No, Marjorie Taylor Greene. We Don’t Need A National Divorce.

Manu Meel

Americans from across the political spectrum feel deep fear and uncertainty about the state of our union. There are real challenges that are affecting many of our lives, and most of us are nervous about what tomorrow will look like. We do not have to look much further than Congresswoman Marjorie Taylor Greene’s recent tweet calling for a national divorce. 

Unfortunately, this is not the first time we have heard secessionist rhetoric from elected officials, and it certainly is not rhetoric confined to one party. As a young person leading the largest student movement bridging our political differences, I have two things to say to MTG and anyone else calling for a national divorce. 

First, not only is this rhetoric out of touch with what most Americans think, but it fundamentally lacks perspective about the American experiment. America is not easy. It is difficult. We are trying to realize, at scale, the world’s first successful multi-racial democracy that offers life, liberty, and opportunity to all those who choose to live within it. And we are trying to achieve this at a time of unprecedented change and upheaval.    

By 2045, the United States will be one of the largest and most diverse democracies in the history of democracies. Over the next few decades, we will experience economic disruption and changes to our ways of life like we have never seen before. Finally, social media and technology have fundamentally changed how we interact with each other as people. 

Combine the scale and unprecedented nature of these demographic, economic, and technological challenges with the aspiration of a self-governing society that guarantees all life, liberty, and opportunity. And you have, what I believe to be, the most ambitious experiment in the history of humanity. 

An ambitious experiment like ours guarantees a lot of challenges, tumult, and uncertainty. And yet, as Thomas Paine once said, “The cause of America…is the cause of [human]kind” because of its audacious and ambitious vision. Or in Dr. King’s words, we have embarked on an endeavor to realize the Beloved Community, which represents the ideal society. 

When we contextualize our American moment with the scale of history, MTG’s tweet is not only an expected sentiment, but it should be disregarded because it lacks the perspective required to take our moment in stride and to persevere in the face of cynicism.  Giving up on our experiment is fundamentally un-American and an admission that the ideal is not worth pursuing.  If the “cause of humankind” or the Beloved Community were that easy to achieve, it would have been done already.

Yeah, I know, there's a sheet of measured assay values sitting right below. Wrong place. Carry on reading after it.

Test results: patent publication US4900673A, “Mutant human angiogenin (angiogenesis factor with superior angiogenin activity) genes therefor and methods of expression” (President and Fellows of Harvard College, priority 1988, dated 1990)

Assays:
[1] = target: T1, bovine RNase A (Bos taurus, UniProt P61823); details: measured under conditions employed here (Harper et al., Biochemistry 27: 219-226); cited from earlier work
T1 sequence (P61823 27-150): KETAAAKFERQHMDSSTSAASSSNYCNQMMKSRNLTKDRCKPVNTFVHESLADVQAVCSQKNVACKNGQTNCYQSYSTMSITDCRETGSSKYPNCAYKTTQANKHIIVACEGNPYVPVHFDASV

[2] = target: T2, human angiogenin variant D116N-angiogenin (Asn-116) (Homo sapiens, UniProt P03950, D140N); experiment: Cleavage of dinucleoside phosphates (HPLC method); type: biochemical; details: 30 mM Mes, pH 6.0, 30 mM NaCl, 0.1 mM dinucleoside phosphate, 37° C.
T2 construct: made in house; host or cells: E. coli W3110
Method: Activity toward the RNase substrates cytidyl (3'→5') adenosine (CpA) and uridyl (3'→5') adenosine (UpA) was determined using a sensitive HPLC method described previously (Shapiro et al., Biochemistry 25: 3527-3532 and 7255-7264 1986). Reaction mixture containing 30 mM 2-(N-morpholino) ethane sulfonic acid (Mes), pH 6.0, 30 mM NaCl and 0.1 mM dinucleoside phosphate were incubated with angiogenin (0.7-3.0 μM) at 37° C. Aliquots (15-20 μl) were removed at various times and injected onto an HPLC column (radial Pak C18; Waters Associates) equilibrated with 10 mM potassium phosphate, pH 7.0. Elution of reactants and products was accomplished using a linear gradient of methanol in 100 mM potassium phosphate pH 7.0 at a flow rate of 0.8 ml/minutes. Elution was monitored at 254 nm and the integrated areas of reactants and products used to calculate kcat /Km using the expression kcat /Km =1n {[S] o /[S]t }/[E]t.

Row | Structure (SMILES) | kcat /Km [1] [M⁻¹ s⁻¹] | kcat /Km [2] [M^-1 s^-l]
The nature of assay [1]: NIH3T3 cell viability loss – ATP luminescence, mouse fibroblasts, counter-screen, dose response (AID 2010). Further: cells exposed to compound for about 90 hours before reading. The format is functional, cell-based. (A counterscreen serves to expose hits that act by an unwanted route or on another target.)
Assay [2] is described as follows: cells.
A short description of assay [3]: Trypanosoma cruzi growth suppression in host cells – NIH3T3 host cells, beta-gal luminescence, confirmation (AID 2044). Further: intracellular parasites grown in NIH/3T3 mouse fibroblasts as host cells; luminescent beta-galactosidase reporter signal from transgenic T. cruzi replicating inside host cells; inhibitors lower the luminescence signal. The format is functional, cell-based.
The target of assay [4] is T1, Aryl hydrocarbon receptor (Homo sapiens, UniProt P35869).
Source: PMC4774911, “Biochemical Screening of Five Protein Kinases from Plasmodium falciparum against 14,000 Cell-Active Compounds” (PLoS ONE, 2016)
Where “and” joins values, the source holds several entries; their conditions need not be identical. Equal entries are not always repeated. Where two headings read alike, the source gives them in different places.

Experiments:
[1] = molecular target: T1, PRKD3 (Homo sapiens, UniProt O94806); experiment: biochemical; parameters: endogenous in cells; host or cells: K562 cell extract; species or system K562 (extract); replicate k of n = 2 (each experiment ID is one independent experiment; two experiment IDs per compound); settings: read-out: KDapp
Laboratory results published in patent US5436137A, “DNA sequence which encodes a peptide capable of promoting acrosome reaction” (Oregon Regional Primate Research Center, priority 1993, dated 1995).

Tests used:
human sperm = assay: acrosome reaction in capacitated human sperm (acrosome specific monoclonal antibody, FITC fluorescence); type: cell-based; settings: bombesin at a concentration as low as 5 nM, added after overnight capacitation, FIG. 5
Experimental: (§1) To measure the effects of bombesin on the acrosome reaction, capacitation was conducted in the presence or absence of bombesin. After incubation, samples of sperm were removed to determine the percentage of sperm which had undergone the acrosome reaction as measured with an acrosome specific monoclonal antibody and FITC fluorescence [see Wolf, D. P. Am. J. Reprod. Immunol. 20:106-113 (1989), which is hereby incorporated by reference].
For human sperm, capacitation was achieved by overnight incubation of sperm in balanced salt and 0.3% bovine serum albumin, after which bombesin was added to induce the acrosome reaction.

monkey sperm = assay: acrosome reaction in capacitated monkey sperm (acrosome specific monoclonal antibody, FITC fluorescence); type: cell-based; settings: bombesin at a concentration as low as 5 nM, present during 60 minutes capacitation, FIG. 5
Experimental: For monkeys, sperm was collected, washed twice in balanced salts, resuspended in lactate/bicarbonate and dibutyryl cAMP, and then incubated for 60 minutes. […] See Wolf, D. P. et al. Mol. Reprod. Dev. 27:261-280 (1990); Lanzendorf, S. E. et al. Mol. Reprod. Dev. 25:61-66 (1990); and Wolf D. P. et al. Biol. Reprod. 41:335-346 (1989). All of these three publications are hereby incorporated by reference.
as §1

The second thing I would say to anyone giving in to secessionist rhetoric is that calling for a national divorce lacks imagination. In order to achieve the ideal, we must widen the aperture of what is possible. 

In 2026, our country will celebrate its 250th birthday. While this may feel like a long time, in fact, we are very young. In the context of civilizations, 250 years is chapter 2, maybe chapter 3. Athenian democracy lasted for 400 years. The Roman Republic lasted for 500 years. The Chinese empire lasted for 1800 years. We must remind ourselves that we are not at the end of the American story. We are at the beginning. 

And by recognizing that we are just in chapter 2, maybe chapter 3 of the American story, we can see that this challenging moment is not the end, but simply another rigorous test of the American experiment and our resolve. We the people can determine whether we meet this moment of opportunity with urgency, passion, and purpose because we are not just inheritors of this experiment, we lead this experiment. 

Leading this experiment means imagining new institutions, reweaving our civic fabric, and normalizing healthy conflict while condemning needless tribalism. It means positioning society to benefit from our technological advancements. And most importantly, it requires us to inculcate hope about America at a time when pessimism and cynicism sell. 

Of course, there is real and justified cause for anger, frustration, and pessimism. In some ways, I can even understand why leaders like Rep. Marjorie Taylor Greene lack perspective and imagination. Perspective and imagination require pushing beyond our echo chambers and talking to a wide swath of the American public. 

If someone told me there is a society of 330 million from all walks of life living in complete harmony and bliss, I’d be skeptical to say the least. And yet, that is America. We are imperfect because we are aspiring toward the ideal. We are ambitious because we fail. We are “the cause of [human]kind” because we are humanity’s best attempt at bridging the gap between the ideal and the real. 

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